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Posted under: Politics News

Ben Jealous Says Politicians And Activists Need To Mobilize To Defend The Black Male Vote

The President of People For the American Way, argues that Black men are a powerful voting group but need to be shown that politics can benefit their lives.

President of the intersectional civil rights organization People for the American WayBen Jealous, joined on Election Day to discuss the Black male vote, Black civic engagement and more.

Jealous, a venture capitalist, former candidate for Governor of Maryland, became the youngest person to serve as NAACP president when elected in 2008.

Having stepped down from the NAACP in 2013, he now helps to elevate up-and-coming politicians through People For The American Way. The org boasts notable alumni including Stacey AbramsPete Buttigieg, Joaquin and Julian CastroAndrew Gillum, and Ilhan Omar.


Under Jealous’ leadership, People For The American Way has been conducting a Defend the Black Vote campaign to mobilize and inform Black men in particular.

“Young Black men are targeted more intensely,” the California native told Blavity, adding that disinformation campaigns intend to flummox voters of color. 

In terms of keeping Black men engaged in politics, Jealous said that “we have to make real change happen in real time."

"We have to feel like we’re winning," he added. 

Jealous reflected on becoming president of the NAACP at a time of stagnant membership and donations, and attracting new members and supporters by advocating for Black people in High profile justice cases.

“We got a lot of folks out of prison," he said.

He highlighted the case of sisters Jamie and Gladys Scott, who with the help of the NAACP and other organizations had their life sentences suspended in 2011 after being convicted of an armed robbery in which no more than $200, and possibly as little as $11, was stolen.

Driven by these successes and sustained organizing efforts, the NAACP under Jealous was able to gather hundreds of thousands of activists' cell phone numbers and millions of email addresses, and the organization steadily increased membership and received record-setting donations. Using these examples, he urged the Democratic Party and civil rights groups to “focus on winning real victories in real time that transform Black men’s lives” in public safety and the economy. 

The key to achieving victories in police reform, he argued, was to focus activism and political organizing on the city and county level.

Jealous went on to say that “Black men are like the canary in the coal mine” in the American economy, and tend to suffer first and more severely from economic downturns that impact working class people. Addressing high levels of joblessness among Black men, a situation that “crushes souls,” would be key to demonstrating long-term that the political system could work for Black men.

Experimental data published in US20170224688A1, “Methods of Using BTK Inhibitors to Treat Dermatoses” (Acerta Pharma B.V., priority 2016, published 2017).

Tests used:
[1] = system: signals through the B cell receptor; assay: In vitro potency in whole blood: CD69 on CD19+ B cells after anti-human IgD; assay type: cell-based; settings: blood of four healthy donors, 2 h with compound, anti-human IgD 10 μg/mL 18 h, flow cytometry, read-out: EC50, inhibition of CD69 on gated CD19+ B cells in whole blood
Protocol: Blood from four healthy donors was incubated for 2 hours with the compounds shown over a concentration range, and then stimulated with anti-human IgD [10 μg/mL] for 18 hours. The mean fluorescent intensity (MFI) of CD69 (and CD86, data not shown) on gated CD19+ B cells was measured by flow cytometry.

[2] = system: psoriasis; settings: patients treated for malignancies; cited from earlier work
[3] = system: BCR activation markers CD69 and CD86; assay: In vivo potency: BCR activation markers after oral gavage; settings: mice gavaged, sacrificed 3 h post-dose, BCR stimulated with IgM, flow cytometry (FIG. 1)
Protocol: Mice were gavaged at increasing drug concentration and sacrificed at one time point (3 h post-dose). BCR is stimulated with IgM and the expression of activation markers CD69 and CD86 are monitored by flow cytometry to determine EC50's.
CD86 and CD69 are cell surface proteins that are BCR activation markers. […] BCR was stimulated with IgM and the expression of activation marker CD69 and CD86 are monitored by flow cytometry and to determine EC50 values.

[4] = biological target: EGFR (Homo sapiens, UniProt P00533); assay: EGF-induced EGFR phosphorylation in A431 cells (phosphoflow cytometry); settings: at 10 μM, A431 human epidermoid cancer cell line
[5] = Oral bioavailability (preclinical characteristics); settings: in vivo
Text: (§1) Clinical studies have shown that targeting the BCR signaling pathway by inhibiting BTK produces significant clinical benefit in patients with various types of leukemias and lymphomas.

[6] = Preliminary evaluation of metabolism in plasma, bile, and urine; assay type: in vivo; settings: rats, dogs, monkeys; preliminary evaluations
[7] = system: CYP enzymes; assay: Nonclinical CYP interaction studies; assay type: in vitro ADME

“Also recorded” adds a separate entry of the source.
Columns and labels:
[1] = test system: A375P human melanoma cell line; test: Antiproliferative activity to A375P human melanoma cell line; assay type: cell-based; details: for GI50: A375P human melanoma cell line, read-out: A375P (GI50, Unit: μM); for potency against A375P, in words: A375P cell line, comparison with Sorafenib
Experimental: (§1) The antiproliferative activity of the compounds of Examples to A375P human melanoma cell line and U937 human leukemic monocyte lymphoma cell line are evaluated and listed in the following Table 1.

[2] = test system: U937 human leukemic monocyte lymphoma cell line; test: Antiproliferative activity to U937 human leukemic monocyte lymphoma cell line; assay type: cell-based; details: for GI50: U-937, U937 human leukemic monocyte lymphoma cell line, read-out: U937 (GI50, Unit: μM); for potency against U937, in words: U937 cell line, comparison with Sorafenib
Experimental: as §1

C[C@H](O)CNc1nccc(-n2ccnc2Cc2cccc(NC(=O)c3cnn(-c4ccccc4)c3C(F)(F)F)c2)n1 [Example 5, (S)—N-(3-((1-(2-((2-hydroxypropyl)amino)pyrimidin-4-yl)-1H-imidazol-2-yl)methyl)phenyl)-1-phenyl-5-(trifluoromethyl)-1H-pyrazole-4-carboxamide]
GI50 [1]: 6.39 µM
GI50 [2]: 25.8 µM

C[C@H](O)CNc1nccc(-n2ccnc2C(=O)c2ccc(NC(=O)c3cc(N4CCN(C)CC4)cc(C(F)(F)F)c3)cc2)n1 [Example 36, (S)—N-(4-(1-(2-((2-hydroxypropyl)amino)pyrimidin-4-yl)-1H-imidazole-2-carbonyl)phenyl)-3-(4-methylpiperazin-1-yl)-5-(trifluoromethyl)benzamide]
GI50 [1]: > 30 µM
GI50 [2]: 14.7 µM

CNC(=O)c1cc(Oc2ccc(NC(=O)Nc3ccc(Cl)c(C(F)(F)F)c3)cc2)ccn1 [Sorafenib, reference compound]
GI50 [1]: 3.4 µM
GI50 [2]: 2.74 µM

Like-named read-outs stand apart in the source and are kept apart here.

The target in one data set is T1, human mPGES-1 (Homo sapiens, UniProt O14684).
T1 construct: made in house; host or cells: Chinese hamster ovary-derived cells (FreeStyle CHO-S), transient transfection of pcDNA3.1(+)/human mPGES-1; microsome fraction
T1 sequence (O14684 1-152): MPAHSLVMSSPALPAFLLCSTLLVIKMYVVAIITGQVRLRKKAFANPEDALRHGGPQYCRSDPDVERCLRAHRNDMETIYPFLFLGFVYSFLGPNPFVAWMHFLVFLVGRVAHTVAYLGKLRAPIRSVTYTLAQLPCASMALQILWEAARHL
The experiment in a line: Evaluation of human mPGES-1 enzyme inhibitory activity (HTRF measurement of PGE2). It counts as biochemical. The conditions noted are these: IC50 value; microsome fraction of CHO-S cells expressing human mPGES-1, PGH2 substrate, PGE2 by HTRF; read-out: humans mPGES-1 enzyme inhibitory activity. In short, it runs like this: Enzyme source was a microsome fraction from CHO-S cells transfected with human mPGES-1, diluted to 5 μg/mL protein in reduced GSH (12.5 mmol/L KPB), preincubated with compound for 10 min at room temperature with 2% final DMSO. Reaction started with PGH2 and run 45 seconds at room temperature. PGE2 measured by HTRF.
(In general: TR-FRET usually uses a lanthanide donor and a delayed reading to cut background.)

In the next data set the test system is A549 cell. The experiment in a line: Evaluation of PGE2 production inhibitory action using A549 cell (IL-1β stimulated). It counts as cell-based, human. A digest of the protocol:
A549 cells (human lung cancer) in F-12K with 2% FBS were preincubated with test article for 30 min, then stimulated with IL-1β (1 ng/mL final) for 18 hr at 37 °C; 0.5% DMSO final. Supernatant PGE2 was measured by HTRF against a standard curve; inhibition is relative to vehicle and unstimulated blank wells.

As the conversation moved to felony voting restrictions and other forms of disenfranchisement, Jealous gave some context and history to these laws.

“The whitest states don’t ban inmates from voting -- inmates get to vote in Vermont and Maine," the 47-year-old said.

In both states, those incarcerated are overwhelmingly white and often Republican voters. 

By contrast, in states like Virginia where there's a large Black population, restrictions on voting for formerly incarcerated people has a long history of targeted disenfranchisement of Black voters dating back to Jim Crow era laws passed to reverse the political gains made by Black politicians and voters during Reconstruction. This system is now referred to as prison gerrymandering.

The efforts have historically been part of a system that also deprived women and poor white men from voting. Then, as now, Jealous reminded that false concerns over voter fraud were used to justify widespread disenfranchisement.

In terms of defending the Black vote before and after the election, Jealous cited long-term goals like passing the John Lewis Voting Rights Advancement Act, statehood for Washington D.C. and more.

“Before Election Day, the best way to defend the Black vote is to vote,” regardless of opposition, as activists such as Lewis or Jealous’ own 104-year-old grandmother did in the years of legal voter suppression who wouldn't let anything stop her from voting.

“They used to charge us money and we paid it and voted; whatever the obstacle is, you just go vote," Jealous said of past forms of voter suppression. 

Jealous said he looked forward to seeing his "old friends" Joe Biden and Kamala Harris taking over the executive office but added that we should not let up on putting political pressure on the government even with them in charge.

“We will be pushing them mercilessly because the corporations and everyone else is pushing them from the other side,” Jealous pledged. “If you actually want to see politicians, even politicians that you respect listening to their better angels, it means that you’ve got to amplify the voice of the angels, and that’s what activists do when we’re at our best.”

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